What is tethered cord syndrome?

Tethered cord syndrome (also called fastened cord syndrome) is a condition in which the spinal cord is not able to float freely within the spinal column because of an abnormal (unusual) attachment to tissue surrounding it. This causes stretching of the spinal cord as your child grows, leading to extra stress on nerves. This can cause many different symptoms called tethered cord syndrome.

What are the symptoms of tethered cord syndrome?

Depending on your child’s age, symptoms of tethered cord syndrome vary. In some people, these symptoms may not be noticeable until adulthood.

Newborns and infants

  • Unusual dimple or bump near the lower part of the spine
  • Uneven gluteal fold (crease between the buttocks)
  • Skin discoloration
  • Tuft of hair on lower back

Children and adults

  • Pain in the lower back or legs
  • Numbness or tingling in legs
  • Unsteady standing or walking
  • Loss of bladder or bowel control

What is tethered cord surgery?

Tethered cord release surgery is a type of surgery to reduce or remove the tissue that is preventing the spinal cord from moving freely.

What can I expect at the first pediatric neurosurgical appointment?

At your child’s first pediatric neurosurgical appointment, you can expect discussions with the care team about whether surgery is appropriate for your child and whether they need different imaging tests done.

Making the decision for surgery

The care team will evaluate if your child is an ideal candidate for a tethered cord release surgery. The care team will review your child’s symptoms and how tethered cord syndrome is affecting their quality of life. Then, the care team will confirm the tethering of the spinal cord through a spine MRI.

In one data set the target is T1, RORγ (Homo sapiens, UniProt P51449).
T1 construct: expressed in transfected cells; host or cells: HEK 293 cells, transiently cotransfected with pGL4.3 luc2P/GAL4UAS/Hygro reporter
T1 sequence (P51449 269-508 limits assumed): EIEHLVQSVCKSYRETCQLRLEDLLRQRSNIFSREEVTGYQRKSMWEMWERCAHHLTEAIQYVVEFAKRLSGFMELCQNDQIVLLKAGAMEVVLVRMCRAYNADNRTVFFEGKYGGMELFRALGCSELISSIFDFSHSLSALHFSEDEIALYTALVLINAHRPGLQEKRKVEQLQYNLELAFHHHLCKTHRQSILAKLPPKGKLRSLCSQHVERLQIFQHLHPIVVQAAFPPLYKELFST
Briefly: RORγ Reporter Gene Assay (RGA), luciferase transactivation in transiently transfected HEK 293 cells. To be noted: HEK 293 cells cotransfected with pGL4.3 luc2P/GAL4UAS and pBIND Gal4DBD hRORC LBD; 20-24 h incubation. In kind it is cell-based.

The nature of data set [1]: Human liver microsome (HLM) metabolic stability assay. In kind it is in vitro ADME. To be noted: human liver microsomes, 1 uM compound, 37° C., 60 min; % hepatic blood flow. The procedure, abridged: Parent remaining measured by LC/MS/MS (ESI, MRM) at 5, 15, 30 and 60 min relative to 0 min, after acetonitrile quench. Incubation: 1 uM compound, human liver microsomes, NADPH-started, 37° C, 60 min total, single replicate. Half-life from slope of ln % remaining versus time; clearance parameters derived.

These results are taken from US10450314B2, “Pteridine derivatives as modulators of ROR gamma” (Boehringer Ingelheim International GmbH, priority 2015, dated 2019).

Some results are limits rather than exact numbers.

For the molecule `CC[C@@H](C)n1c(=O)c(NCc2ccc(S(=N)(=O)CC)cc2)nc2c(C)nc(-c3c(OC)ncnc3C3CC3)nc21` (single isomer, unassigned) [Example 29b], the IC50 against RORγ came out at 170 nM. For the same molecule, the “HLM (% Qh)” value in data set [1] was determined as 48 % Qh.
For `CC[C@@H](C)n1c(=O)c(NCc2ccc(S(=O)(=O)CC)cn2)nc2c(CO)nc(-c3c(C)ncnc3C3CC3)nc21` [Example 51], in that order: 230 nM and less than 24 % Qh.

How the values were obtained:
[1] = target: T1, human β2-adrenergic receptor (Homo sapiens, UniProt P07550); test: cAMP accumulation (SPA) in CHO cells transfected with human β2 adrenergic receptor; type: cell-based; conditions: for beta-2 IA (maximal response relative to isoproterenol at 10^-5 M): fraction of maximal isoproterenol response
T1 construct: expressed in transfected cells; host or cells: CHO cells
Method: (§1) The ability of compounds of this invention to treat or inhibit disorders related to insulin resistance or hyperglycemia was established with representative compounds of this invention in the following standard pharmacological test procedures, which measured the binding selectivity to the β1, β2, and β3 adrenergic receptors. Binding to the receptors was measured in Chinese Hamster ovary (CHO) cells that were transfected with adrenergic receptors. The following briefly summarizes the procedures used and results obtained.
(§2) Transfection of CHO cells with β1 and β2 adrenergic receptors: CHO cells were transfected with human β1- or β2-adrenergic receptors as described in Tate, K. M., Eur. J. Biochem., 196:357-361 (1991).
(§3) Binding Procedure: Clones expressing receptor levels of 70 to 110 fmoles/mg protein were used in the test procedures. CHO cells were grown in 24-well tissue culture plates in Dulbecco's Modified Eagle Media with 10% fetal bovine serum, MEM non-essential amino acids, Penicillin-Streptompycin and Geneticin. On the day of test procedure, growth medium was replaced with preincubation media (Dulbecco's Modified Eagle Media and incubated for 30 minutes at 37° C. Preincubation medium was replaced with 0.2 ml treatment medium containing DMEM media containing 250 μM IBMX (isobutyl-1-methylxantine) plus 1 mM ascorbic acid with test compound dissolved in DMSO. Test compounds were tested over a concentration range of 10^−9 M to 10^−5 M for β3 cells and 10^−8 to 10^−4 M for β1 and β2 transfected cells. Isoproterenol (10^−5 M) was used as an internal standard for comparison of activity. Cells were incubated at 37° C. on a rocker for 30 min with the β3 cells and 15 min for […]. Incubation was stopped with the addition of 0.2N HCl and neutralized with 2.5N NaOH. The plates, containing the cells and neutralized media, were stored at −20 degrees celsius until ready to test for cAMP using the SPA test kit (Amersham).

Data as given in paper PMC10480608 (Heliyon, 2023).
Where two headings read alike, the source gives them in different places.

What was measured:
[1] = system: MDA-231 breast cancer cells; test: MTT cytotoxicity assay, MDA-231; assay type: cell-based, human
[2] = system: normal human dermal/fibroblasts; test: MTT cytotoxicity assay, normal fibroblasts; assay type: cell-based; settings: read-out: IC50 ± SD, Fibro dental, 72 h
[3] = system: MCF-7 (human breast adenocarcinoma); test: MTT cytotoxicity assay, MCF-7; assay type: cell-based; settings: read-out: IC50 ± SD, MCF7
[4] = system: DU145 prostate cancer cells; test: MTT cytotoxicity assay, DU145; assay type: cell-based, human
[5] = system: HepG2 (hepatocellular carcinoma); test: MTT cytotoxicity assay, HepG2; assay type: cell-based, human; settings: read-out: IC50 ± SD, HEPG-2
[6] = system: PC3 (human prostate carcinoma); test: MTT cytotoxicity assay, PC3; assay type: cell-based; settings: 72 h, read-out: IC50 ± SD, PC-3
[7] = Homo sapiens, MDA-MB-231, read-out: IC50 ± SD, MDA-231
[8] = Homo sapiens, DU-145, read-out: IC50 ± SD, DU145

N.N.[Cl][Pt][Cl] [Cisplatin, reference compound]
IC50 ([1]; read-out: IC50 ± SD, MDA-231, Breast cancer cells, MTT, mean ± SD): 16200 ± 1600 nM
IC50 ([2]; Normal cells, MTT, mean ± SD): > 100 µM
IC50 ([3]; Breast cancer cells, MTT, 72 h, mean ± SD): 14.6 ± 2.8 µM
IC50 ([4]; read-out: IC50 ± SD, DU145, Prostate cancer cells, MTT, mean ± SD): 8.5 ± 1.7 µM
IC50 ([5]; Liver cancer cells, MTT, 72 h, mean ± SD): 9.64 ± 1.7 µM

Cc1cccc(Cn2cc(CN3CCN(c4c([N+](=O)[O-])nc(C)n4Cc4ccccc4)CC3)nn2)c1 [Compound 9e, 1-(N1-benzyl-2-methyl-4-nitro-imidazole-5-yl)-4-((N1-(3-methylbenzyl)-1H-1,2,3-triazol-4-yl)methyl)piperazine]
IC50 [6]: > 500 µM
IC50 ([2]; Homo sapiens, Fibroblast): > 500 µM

Imaging

Imaging is very important for the diagnosis of tethered cord. Before your child’s first visit, be sure to bring or send any imaging tests of your child’s spine. If no imaging has been done, your child may need a magnetic resonance imaging (MRI) test of their spine before the appointment. This way, the care team can best assess your child’s condition at their first appointment.

What are the risks of this surgery?

As with any surgery, tethered cord surgery has risks and complications. One of the most common complications related to this surgery is wound infection, especially if the incision (cut into the skin) is made around the low back. In some children who have tethered cord syndrome, they may lose control of their bladder or bowels. This can lead to infection if the incision is on the low back.

Another common complication following this surgery is a cerebrospinal fluid (CSF, or the fluid that surrounds the spine) leak outside of its normal circulation. When surgeons operate around the spinal cord, the area where the CSF lies is opened so they can untether the spinal cord. Major or serious complications are uncommon during this surgery. The care team uses neurophysiologic intraoperative monitoring during the entire surgery to ensure your child’s spinal cord still works properly. Neurophysiologic intraoperative monitoring is when doctors place electrodes (wires with a sticker on one end) on your child’s head, arms and legs. These electrodes connect to a computer that lets doctors know how well the nerves in your child’s head, arms and legs are working throughout the surgery.

The care team will talk with you before discharge (when your child goes home after surgery) about signs and symptoms of common complications, such as infection and/or cerebrospinal fluid leak.

How do I schedule my child's surgery?

The surgical scheduler will work with you and family to coordinate a surgical date that fits best into your and your child’s schedules. School-age children are typically out of school for 2 weeks. When possible, the care team can plan surgery close to school vacations.

What can I expect for the surgery?

A few days before surgery

  • A nurse will call you for your child’s anesthesia screening 1-2 days before their scheduled surgical date. During this call, the nurse will help decide which type of anesthesia is best for your child and if your child may have any risks with anesthesia.
  • Your child will also need a COVID-19 PCR test 48 hours (2 days) before surgery. The nurse will help schedule the COVID-19 PCR test.

During surgery

  • Your child will be asleep under general anesthesia (medicine to make sure your child is sleeping safely and comfortably during surgery) for the entire procedure. The incision is made in the lower end of the spine.
  • The care team will place a urinary catheter to help urine flow out of your child’s body during and after surgery. A urinary catheter is a thin tube that goes into the bladder through the urethra (opening in the body where urine flows out). Urine flows out through the tube and collects in a bag outside the body.